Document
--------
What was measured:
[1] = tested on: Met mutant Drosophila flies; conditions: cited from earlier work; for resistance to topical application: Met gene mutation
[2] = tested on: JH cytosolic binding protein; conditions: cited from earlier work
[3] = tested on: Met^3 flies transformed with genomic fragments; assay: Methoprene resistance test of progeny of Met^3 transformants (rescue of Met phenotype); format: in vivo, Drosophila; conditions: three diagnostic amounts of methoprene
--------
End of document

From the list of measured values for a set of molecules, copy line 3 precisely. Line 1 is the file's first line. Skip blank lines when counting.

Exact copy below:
[2] = tested on: JH cytosolic binding protein; conditions: cited from earlier work